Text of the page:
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Disappointing. Carbon dating as first used was less accurate than today's methods. Cro Magnon man appears in Africa around 70,000 years ago and coexisted with Neanderthals until the end of the last great ice age when Cro Magnon pushed them out and into extinction. Cro Magnons hunted, gathered, sewed clothing out of animal skins and fur, and painted cave walls - it was fun! The really impressive thing is that this went on over tens of thousands of years. I had imagined this book might spread new light on what changed to transition into modern times. What started the agricultural revolution and the establishment of communities of modern man. While Fagan points to the ebb and flow of climatic changes, there is no revelation here. This is a long winded ramble through early human history.

Fagan clarifies many issues and gives interesting details, but he could have done it in half the time by saying "this was a pattern that we see throughout..." Unfortunately, Fagan needs to repeat the same things about Cro-Magnon man in each place they have been found while emphasizing that we can never know for sure about an alarming amount of conjecture. He does illustrate patterns and explains how archeologists know, but he also creates speculative scenarios to illustrate how things might have been which are just silly. I'll paraphrase: Imagine, a stream. A father looks lovingly at his child. The child is confused. "What is that giant wooly mammoth daddy?" The father fits an arrow, he forgot his sharpened throwing sticks. "Will we eat tonight?" the boy says. The father says "yes - Mommy will be busy cooking"... I know Fagan was trying to make a story and help us imagine scenes that were likely, but it made the book seem speculative rather than scientific.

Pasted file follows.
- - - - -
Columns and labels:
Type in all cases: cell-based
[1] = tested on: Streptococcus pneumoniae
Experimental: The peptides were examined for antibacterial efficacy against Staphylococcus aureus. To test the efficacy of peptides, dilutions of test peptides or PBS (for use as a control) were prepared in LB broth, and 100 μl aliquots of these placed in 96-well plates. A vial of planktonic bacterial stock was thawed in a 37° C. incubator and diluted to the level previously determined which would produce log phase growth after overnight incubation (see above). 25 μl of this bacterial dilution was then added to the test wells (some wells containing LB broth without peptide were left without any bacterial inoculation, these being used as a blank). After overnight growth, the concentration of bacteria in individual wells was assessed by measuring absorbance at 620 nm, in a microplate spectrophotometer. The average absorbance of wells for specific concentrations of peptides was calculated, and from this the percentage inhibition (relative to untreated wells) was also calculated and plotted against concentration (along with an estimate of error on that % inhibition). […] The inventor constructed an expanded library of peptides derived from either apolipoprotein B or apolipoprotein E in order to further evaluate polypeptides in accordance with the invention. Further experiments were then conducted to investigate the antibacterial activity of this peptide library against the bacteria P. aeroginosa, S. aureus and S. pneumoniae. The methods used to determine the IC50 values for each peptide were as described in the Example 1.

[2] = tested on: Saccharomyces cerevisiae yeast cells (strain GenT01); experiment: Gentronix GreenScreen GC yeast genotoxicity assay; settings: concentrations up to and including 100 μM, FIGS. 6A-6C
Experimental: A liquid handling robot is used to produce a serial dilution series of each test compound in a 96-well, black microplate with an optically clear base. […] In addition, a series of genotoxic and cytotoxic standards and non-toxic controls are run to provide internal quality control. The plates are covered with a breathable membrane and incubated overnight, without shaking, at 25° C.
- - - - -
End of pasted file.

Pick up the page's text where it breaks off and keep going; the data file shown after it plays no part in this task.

Again, some interesting insight, but did I mention it was repetitive?
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3 of 3 people found the following review helpful
3.0 out of 5 stars Favorite Author, But..., November 8, 2012
By 
Ellen Shipley (Santa Clarita, CA United States) - See all my reviews
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Brian Fagan is one of my favorite writers, so I was very pleased to find this book available for my kindle. But I am beyond disappointed that there are no operative links for all the plates that are teased in the text. Must I buy a hardcopy of this book just to get the full text?

I would not have willingly bought an abridged book. When will this be fixed in the kindle version?

Truth in advertising, people.